Down narrow alleys, these theaters await

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Down narrow alleys, these theaters await

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The Okin Theater in the Okin-dong area (below inset) and Geukjangpan in Usadan-gil both play short films only. Provided by Studio 706

The Okin-dong area in Jongno District and the Usadan-gil area in Itaewon are both known for trendy cafes and cute stores.
But recently, the two gained another common denominator.

Both neighborhoods recently became home to theaters specifically for showing short films.

The Okin Theater in Okin-dong and Geukjangpan in Usadan-gil both play short films only, while offering a cozy and homey atmosphere. In fact, people passing by might mistake them for just residences due to their humble and friendly exteriors.

Okin Theater

Okin-dong is better known as Seochon, which means East Village, as it’s situated to the east of Gyeongbok Palace in central Seoul.

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Kim Jong-wu, ‘We concluded that a movie theater would best make use of the space.’

It’s about a 10-minute walk from Gyeongbokgung Station on subway line No. 3, and it’s quite a pleasant walk, passing through Tongin Market, filled with interesting delicacies, as well as an artsy district.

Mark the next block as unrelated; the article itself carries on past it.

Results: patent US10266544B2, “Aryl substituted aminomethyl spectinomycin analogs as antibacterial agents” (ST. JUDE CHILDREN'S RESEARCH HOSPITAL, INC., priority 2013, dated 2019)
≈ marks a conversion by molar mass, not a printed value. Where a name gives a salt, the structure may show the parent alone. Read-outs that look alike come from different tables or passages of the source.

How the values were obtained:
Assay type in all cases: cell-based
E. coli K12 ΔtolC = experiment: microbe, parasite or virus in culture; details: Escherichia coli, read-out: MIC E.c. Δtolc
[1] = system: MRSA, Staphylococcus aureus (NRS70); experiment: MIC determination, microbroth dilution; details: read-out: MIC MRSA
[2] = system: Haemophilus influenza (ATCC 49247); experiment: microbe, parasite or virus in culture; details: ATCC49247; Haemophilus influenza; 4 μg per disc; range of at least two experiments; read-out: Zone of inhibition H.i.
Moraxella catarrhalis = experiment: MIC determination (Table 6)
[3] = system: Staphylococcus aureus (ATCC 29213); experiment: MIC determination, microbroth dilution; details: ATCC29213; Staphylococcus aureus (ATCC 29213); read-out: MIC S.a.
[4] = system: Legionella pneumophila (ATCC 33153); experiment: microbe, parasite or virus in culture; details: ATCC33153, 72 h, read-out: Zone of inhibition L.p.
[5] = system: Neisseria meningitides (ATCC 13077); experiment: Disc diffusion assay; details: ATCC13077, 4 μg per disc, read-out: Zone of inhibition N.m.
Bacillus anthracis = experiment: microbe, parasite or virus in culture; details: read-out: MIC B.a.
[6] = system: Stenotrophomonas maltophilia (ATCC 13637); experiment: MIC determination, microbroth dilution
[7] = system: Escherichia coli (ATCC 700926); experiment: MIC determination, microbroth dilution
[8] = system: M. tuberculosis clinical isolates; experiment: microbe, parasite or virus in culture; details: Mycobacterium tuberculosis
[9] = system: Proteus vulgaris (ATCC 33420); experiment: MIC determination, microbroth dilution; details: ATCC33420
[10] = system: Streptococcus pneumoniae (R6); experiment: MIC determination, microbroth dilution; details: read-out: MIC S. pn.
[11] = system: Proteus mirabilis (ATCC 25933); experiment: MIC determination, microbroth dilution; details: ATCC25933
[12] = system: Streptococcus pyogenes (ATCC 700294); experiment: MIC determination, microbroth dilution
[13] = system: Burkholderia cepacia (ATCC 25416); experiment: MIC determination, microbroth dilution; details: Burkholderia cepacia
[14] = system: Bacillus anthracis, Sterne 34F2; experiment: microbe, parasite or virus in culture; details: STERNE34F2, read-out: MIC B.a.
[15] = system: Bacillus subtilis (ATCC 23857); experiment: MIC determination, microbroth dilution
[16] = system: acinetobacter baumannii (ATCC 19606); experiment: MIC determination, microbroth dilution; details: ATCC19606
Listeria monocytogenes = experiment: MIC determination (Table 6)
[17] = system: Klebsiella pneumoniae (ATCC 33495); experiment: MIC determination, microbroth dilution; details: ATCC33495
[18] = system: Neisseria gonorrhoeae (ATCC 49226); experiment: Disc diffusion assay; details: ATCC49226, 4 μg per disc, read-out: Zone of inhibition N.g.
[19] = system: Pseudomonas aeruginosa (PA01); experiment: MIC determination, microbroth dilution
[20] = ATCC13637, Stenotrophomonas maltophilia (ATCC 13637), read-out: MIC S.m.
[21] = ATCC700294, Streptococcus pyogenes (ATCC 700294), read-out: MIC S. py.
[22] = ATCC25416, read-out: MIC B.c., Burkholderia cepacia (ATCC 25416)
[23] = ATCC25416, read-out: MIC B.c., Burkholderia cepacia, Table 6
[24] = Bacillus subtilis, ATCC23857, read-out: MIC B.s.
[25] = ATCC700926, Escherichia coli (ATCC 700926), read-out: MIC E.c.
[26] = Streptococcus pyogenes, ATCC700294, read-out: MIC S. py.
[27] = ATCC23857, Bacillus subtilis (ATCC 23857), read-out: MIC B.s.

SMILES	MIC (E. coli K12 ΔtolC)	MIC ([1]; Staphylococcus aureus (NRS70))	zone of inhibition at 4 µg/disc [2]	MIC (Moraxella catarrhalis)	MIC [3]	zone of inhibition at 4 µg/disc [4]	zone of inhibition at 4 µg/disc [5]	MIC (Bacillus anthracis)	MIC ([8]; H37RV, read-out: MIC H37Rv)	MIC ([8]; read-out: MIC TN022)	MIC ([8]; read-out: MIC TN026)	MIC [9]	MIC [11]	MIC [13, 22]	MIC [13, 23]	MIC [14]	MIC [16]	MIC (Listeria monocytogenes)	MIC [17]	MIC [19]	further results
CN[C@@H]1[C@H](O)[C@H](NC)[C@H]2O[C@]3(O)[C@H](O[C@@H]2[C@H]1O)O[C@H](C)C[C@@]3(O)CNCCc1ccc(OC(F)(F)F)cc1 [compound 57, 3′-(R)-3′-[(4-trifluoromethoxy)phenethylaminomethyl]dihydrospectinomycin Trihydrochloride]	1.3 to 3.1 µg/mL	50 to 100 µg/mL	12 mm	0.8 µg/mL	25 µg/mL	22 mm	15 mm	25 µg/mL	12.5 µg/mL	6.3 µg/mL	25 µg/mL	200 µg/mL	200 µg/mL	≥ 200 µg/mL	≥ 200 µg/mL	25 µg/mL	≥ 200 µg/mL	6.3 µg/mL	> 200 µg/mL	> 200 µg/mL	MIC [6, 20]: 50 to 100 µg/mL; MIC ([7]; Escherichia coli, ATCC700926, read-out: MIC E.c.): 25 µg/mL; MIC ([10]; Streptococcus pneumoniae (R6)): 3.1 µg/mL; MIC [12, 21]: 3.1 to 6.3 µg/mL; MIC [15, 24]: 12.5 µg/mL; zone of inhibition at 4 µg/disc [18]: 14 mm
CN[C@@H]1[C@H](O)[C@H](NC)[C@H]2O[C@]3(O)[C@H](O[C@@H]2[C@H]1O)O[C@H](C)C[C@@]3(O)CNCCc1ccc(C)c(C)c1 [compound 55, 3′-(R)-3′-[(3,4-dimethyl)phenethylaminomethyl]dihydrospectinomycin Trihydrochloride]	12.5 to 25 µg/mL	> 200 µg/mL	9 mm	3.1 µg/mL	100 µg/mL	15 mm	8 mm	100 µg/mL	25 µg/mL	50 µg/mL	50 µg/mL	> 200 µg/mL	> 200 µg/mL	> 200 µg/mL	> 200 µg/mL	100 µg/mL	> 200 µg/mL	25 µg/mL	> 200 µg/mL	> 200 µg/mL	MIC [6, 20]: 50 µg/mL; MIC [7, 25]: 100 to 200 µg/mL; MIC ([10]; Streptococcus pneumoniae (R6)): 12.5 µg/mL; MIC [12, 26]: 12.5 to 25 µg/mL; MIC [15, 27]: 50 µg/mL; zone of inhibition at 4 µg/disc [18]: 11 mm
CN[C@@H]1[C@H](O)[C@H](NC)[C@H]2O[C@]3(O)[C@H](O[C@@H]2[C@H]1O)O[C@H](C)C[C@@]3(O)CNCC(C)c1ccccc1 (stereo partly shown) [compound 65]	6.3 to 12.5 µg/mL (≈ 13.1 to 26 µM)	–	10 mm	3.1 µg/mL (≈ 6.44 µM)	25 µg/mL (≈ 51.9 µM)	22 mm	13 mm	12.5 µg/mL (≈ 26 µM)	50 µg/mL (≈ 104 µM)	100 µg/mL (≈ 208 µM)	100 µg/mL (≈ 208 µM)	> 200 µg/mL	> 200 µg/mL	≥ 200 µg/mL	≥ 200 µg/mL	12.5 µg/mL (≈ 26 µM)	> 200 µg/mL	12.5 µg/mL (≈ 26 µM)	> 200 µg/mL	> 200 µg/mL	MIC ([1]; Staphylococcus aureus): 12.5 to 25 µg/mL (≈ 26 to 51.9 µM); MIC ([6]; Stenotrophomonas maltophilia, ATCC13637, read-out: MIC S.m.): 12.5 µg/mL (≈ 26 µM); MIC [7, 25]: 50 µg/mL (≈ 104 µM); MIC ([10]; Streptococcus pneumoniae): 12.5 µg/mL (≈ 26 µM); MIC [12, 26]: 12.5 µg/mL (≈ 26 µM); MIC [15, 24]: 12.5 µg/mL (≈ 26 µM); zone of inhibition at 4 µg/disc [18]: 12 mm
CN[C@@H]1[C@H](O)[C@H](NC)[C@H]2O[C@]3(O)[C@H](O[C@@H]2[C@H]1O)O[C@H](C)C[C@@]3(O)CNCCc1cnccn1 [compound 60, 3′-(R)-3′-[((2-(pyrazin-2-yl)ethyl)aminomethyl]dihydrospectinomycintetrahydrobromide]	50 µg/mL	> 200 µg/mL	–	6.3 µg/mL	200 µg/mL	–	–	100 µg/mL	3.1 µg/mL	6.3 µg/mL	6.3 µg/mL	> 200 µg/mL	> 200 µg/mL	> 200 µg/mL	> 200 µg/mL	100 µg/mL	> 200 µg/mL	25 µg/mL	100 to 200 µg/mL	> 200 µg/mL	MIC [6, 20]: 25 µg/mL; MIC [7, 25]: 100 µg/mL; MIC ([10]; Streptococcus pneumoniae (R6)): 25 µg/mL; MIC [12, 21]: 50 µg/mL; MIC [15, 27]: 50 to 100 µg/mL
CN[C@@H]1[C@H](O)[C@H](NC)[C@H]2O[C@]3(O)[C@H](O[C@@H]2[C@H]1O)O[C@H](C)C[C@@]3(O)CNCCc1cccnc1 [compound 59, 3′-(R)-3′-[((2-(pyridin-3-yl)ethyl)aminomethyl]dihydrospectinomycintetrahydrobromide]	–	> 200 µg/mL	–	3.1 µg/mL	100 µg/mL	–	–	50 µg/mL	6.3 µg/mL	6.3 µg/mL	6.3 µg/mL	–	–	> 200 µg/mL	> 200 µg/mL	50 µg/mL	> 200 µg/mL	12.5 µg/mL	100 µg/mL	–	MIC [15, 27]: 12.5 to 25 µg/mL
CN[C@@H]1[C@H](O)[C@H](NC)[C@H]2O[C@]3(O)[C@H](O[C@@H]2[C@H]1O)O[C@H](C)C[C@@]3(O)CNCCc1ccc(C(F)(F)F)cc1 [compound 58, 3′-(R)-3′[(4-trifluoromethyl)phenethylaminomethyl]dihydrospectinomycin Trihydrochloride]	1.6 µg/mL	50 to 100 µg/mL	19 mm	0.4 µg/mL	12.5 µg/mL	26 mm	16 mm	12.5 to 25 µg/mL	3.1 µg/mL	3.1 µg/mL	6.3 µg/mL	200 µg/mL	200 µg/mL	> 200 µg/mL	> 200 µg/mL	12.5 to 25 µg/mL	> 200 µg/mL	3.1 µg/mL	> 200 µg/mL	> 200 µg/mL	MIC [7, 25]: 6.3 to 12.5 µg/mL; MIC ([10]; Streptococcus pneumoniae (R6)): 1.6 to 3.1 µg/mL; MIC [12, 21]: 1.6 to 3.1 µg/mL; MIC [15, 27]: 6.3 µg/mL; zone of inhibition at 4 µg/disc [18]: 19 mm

The Okin Theater is nestled within a nondescript neighborhood with a small signboard hung on a telephone pole. It’s actually inside a two-story house with a small garden

The first story functions as a cafe. Even those who are not there to watch films can hang out in this space. The theater is in the next room, with an old-fashioned leather couch that accommodates just six people.

Visitors can enjoy cute little details inside the back room, like rows of video tapes that trigger nostalgia for the pre-digital era.

In fact, the theater was founded by five friends who grew up in the area and felt nostalgic for the old days. One of them is Kim Do-kyun, 33 years old, who grew up in this very house and today owns the property.

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Left: Video tapes stacked at the back of the Okin Theater give a sense of nostalgia for days past. Right: At the Okin Theater, paying for a movie screening is not mandatory. The fee is rather considered a donation.